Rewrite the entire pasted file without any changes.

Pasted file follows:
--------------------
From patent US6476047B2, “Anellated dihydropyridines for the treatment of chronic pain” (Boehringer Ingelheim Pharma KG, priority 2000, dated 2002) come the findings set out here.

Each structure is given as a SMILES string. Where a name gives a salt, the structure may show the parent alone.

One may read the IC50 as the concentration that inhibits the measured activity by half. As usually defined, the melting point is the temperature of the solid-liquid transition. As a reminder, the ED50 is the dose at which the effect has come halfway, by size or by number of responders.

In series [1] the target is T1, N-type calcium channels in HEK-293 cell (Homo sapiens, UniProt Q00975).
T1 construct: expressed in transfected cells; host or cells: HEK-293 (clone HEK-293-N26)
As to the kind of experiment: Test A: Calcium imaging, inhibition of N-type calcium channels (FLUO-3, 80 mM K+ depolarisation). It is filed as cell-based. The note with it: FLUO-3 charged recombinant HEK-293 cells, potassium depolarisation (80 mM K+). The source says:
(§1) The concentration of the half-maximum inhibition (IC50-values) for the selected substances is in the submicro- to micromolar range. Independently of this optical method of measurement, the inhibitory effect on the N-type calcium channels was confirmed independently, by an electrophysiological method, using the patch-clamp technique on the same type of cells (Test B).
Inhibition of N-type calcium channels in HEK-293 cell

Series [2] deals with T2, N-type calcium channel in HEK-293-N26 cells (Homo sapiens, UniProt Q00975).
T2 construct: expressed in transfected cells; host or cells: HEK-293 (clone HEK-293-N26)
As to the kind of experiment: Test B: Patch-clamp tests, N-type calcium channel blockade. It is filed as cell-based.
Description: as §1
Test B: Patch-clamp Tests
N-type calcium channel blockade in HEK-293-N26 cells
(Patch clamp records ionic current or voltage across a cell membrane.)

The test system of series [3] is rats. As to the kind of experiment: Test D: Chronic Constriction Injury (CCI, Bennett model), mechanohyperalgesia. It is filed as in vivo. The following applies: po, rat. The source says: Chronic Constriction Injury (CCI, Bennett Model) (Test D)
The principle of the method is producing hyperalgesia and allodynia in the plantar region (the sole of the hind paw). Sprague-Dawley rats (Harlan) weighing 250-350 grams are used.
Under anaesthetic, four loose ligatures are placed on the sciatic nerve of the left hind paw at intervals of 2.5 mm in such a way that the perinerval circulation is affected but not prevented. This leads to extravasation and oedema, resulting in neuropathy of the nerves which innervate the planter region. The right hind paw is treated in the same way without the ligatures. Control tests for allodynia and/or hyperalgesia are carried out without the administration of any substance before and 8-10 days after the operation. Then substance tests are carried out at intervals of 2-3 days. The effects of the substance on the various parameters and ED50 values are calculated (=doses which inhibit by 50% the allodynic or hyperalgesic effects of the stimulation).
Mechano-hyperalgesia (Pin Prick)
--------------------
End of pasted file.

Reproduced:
From patent US6476047B2, “Anellated dihydropyridines for the treatment of chronic pain” (Boehringer Ingelheim Pharma KG, priority 2000, dated 2002) come the findings set out here.

Each structure is given as a SMILES string. Where a name gives a salt, the structure may show the parent alone.

One may read the IC50 as the concentration that inhibits the measured activity by half. As usually defined, the melting point is the temperature of the solid-liquid transition. As a reminder, the ED50 is the dose at which the effect has come halfway, by size or by number of responders.

In series [1] the target is T1, N-type calcium channels in HEK-293 cell (Homo sapiens, UniProt Q00975).
T1 construct: expressed in transfected cells; host or cells: HEK-293 (clone HEK-293-N26)
As to the kind of experiment: Test A: Calcium imaging, inhibition of N-type calcium channels (FLUO-3, 80 mM K+ depolarisation). It is filed as cell-based. The note with it: FLUO-3 charged recombinant HEK-293 cells, potassium depolarisation (80 mM K+). The source says:
(§1) The concentration of the half-maximum inhibition (IC50-values) for the selected substances is in the submicro- to micromolar range. Independently of this optical method of measurement, the inhibitory effect on the N-type calcium channels was confirmed independently, by an electrophysiological method, using the patch-clamp technique on the same type of cells (Test B).
Inhibition of N-type calcium channels in HEK-293 cell

Series [2] deals with T2, N-type calcium channel in HEK-293-N26 cells (Homo sapiens, UniProt Q00975).
T2 construct: expressed in transfected cells; host or cells: HEK-293 (clone HEK-293-N26)
As to the kind of experiment: Test B: Patch-clamp tests, N-type calcium channel blockade. It is filed as cell-based.
Description: as §1
Test B: Patch-clamp Tests
N-type calcium channel blockade in HEK-293-N26 cells
(Patch clamp records ionic current or voltage across a cell membrane.)

The test system of series [3] is rats. As to the kind of experiment: Test D: Chronic Constriction Injury (CCI, Bennett model), mechanohyperalgesia. It is filed as in vivo. The following applies: po, rat. The source says: Chronic Constriction Injury (CCI, Bennett Model) (Test D)
The principle of the method is producing hyperalgesia and allodynia in the plantar region (the sole of the hind paw). Sprague-Dawley rats (Harlan) weighing 250-350 grams are used.
Under anaesthetic, four loose ligatures are placed on the sciatic nerve of the left hind paw at intervals of 2.5 mm in such a way that the perinerval circulation is affected but not prevented. This leads to extravasation and oedema, resulting in neuropathy of the nerves which innervate the planter region. The right hind paw is treated in the same way without the ligatures. Control tests for allodynia and/or hyperalgesia are carried out without the administration of any substance before and 8-10 days after the operation. Then substance tests are carried out at intervals of 2-3 days. The effects of the substance on the various parameters and ED50 values are calculated (=doses which inhibit by 50% the allodynic or hyperalgesic effects of the stimulation).
Mechano-hyperalgesia (Pin Prick)